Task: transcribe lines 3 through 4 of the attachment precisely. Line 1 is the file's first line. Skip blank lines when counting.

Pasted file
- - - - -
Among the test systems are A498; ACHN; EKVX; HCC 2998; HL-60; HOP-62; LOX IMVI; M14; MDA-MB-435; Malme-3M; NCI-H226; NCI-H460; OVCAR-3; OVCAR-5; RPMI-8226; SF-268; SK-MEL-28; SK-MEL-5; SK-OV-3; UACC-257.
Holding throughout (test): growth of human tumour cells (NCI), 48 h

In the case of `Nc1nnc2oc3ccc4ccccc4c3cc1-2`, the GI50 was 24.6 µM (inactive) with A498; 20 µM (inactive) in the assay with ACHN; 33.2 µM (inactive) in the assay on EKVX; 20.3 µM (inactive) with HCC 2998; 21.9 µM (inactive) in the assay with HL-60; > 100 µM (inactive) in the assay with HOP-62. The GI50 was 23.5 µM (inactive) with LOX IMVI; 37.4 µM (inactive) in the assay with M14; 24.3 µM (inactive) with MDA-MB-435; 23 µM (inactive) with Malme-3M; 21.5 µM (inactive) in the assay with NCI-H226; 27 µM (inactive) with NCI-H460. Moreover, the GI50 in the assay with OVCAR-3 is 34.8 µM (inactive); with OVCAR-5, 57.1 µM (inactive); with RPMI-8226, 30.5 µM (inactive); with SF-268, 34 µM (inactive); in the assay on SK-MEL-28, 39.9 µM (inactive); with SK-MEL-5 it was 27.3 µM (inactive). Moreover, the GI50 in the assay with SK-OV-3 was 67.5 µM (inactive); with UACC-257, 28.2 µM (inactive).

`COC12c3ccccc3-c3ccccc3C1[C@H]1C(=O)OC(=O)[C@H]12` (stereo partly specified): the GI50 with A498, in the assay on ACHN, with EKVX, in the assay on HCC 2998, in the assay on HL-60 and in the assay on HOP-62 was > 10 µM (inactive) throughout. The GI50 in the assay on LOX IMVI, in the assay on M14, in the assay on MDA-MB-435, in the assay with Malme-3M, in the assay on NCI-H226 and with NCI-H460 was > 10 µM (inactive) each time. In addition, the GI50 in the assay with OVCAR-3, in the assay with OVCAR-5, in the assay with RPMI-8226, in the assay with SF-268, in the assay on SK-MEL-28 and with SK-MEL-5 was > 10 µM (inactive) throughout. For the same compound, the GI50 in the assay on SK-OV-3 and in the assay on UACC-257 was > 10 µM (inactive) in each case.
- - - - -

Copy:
In the case of `Nc1nnc2oc3ccc4ccccc4c3cc1-2`, the GI50 was 24.6 µM (inactive) with A498; 20 µM (inactive) in the assay with ACHN; 33.2 µM (inactive) in the assay on EKVX; 20.3 µM (inactive) with HCC 2998; 21.9 µM (inactive) in the assay with HL-60; > 100 µM (inactive) in the assay with HOP-62. The GI50 was 23.5 µM (inactive) with LOX IMVI; 37.4 µM (inactive) in the assay with M14; 24.3 µM (inactive) with MDA-MB-435; 23 µM (inactive) with Malme-3M; 21.5 µM (inactive) in the assay with NCI-H226; 27 µM (inactive) with NCI-H460. Moreover, the GI50 in the assay with OVCAR-3 is 34.8 µM (inactive); with OVCAR-5, 57.1 µM (inactive); with RPMI-8226, 30.5 µM (inactive); with SF-268, 34 µM (inactive); in the assay on SK-MEL-28, 39.9 µM (inactive); with SK-MEL-5 it was 27.3 µM (inactive). Moreover, the GI50 in the assay with SK-OV-3 was 67.5 µM (inactive); with UACC-257, 28.2 µM (inactive).

`COC12c3ccccc3-c3ccccc3C1[C@H]1C(=O)OC(=O)[C@H]12` (stereo partly specified): the GI50 with A498, in the assay on ACHN, with EKVX, in the assay on HCC 2998, in the assay on HL-60 and in the assay on HOP-62 was > 10 µM (inactive) throughout. The GI50 in the assay on LOX IMVI, in the assay on M14, in the assay on MDA-MB-435, in the assay with Malme-3M, in the assay on NCI-H226 and with NCI-H460 was > 10 µM (inactive) each time. In addition, the GI50 in the assay with OVCAR-3, in the assay with OVCAR-5, in the assay with RPMI-8226, in the assay with SF-268, in the assay on SK-MEL-28 and with SK-MEL-5 was > 10 µM (inactive) throughout. For the same compound, the GI50 in the assay on SK-OV-3 and in the assay on UACC-257 was > 10 µM (inactive) in each case.